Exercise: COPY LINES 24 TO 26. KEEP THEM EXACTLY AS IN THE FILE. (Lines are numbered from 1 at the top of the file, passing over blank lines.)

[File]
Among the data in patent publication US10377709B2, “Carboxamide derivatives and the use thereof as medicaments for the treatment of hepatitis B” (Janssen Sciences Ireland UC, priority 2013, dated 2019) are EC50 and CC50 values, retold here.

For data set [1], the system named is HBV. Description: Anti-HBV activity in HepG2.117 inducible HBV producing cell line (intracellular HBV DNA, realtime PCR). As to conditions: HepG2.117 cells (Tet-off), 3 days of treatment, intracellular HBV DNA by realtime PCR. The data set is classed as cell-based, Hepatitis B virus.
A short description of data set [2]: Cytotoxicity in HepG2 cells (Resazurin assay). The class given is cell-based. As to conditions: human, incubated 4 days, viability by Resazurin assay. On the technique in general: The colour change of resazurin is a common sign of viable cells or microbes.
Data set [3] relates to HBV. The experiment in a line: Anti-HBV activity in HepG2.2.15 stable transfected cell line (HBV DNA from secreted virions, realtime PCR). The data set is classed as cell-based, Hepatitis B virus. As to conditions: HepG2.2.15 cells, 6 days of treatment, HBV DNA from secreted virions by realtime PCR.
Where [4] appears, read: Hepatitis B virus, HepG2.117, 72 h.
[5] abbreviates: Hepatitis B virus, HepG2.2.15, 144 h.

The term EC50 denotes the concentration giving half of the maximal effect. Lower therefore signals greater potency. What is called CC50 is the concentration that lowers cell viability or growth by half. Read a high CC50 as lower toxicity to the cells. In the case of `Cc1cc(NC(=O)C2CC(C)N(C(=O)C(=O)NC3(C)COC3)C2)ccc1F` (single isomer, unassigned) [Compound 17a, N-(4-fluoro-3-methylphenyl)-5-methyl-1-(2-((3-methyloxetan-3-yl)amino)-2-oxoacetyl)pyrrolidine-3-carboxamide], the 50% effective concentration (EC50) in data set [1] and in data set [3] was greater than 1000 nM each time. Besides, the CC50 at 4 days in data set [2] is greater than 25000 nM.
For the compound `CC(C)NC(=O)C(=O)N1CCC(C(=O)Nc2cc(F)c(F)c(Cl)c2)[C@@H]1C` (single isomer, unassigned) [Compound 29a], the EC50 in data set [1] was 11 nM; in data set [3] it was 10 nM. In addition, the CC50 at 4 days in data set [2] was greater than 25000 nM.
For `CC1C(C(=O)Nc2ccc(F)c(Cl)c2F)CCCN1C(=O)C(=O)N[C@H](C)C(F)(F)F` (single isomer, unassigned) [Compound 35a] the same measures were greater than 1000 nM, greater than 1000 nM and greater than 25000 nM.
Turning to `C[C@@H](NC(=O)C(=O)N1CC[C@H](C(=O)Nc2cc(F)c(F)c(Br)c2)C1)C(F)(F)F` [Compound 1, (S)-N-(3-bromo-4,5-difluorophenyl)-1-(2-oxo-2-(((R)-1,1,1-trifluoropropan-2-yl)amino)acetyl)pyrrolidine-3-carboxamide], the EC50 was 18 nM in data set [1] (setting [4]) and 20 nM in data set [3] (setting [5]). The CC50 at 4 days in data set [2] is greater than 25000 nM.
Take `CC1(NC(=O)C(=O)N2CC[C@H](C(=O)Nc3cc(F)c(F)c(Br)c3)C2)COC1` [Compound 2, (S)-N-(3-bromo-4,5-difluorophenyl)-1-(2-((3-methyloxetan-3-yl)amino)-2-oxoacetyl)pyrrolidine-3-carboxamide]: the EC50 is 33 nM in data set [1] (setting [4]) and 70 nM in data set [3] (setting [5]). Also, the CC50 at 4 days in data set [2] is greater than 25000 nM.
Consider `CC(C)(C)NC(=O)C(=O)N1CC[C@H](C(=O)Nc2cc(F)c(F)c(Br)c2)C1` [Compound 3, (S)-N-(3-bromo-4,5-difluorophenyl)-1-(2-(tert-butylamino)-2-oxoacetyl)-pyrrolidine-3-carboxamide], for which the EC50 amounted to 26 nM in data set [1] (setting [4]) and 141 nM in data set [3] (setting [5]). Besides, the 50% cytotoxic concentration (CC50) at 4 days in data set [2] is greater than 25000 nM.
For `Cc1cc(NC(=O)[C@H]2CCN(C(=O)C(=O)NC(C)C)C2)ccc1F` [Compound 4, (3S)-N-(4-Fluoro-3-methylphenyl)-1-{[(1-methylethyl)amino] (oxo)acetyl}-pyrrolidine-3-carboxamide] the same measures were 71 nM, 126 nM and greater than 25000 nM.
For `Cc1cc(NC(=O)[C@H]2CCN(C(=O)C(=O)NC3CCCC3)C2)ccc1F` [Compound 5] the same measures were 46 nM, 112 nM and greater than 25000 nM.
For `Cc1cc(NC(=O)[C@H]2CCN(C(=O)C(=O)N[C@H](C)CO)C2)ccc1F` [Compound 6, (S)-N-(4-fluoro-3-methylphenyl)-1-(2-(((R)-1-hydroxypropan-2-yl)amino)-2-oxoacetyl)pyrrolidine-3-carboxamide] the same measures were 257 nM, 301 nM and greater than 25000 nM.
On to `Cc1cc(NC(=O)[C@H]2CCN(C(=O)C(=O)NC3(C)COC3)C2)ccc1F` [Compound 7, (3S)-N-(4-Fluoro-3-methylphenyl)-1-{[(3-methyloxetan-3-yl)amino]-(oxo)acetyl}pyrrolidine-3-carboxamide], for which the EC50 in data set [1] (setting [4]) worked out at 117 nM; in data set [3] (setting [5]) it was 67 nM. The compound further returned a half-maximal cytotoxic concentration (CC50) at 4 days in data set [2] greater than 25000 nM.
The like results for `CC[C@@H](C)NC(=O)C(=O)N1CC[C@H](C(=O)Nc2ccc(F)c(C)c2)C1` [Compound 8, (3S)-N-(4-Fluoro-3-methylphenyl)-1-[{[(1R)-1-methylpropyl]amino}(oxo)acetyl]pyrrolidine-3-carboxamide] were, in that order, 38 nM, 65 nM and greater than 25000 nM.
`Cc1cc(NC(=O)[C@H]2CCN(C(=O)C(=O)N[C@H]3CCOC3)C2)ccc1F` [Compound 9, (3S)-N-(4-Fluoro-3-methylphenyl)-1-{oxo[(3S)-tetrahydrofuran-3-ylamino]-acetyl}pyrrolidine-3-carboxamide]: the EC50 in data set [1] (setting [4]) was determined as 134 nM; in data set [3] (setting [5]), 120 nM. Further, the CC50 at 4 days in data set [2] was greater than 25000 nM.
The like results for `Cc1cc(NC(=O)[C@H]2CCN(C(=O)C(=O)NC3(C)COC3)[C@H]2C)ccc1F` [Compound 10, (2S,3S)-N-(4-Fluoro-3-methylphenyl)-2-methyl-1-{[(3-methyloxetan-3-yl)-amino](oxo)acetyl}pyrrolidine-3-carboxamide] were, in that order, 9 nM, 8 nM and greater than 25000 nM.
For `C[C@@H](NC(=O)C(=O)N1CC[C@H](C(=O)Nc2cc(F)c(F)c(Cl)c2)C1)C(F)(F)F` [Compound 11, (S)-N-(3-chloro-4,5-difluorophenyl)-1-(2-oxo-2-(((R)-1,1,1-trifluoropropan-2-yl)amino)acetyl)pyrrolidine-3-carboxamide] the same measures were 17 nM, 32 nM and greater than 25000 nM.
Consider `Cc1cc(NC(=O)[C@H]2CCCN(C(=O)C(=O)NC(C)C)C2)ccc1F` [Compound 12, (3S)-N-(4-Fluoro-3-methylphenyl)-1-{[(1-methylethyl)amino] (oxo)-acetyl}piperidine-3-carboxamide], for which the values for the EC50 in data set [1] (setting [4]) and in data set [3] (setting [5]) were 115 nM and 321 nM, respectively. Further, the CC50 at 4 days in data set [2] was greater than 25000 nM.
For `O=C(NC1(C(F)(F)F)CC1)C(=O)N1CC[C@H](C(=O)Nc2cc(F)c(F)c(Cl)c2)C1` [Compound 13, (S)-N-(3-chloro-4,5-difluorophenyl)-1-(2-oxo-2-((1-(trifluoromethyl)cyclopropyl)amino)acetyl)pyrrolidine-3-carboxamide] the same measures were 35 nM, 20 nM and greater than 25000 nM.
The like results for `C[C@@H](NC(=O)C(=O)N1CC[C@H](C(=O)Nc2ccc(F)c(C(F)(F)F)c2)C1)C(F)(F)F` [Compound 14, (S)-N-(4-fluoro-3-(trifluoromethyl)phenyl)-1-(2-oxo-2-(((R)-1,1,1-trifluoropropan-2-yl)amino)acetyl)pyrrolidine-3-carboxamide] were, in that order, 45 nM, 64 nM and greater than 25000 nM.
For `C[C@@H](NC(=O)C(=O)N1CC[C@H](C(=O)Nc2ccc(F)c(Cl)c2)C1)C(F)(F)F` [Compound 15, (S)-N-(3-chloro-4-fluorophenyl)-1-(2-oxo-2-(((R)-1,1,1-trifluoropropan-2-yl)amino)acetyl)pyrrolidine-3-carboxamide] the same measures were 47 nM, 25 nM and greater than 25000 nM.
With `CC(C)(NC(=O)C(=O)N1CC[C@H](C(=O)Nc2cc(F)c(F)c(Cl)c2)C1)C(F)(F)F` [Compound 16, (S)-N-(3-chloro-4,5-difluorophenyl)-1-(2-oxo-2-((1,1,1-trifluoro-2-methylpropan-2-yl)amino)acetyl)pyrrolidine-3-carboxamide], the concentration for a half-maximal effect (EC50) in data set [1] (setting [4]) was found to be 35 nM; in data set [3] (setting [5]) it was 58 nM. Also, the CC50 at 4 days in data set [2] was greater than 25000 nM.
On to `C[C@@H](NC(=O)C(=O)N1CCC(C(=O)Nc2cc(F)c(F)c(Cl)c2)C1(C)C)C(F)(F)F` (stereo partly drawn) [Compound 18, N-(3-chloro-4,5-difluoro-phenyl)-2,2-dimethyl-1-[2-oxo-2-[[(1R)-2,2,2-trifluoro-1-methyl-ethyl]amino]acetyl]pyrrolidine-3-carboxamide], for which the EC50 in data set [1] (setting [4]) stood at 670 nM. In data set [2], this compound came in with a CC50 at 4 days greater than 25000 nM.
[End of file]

For `C[C@@H](NC(=O)C(=O)N1CC[C@H](C(=O)Nc2ccc(F)c(Cl)c2)C1)C(F)(F)F` [Compound 15, (S)-N-(3-chloro-4-fluorophenyl)-1-(2-oxo-2-(((R)-1,1,1-trifluoropropan-2-yl)amino)acetyl)pyrrolidine-3-carboxamide] the same measures were 47 nM, 25 nM and greater than 25000 nM.
With `CC(C)(NC(=O)C(=O)N1CC[C@H](C(=O)Nc2cc(F)c(F)c(Cl)c2)C1)C(F)(F)F` [Compound 16, (S)-N-(3-chloro-4,5-difluorophenyl)-1-(2-oxo-2-((1,1,1-trifluoro-2-methylpropan-2-yl)amino)acetyl)pyrrolidine-3-carboxamide], the concentration for a half-maximal effect (EC50) in data set [1] (setting [4]) was found to be 35 nM; in data set [3] (setting [5]) it was 58 nM. Also, the CC50 at 4 days in data set [2] was greater than 25000 nM.
On to `C[C@@H](NC(=O)C(=O)N1CCC(C(=O)Nc2cc(F)c(F)c(Cl)c2)C1(C)C)C(F)(F)F` (stereo partly drawn) [Compound 18, N-(3-chloro-4,5-difluoro-phenyl)-2,2-dimethyl-1-[2-oxo-2-[[(1R)-2,2,2-trifluoro-1-methyl-ethyl]amino]acetyl]pyrrolidine-3-carboxamide], for which the EC50 in data set [1] (setting [4]) stood at 670 nM. In data set [2], this compound came in with a CC50 at 4 days greater than 25000 nM.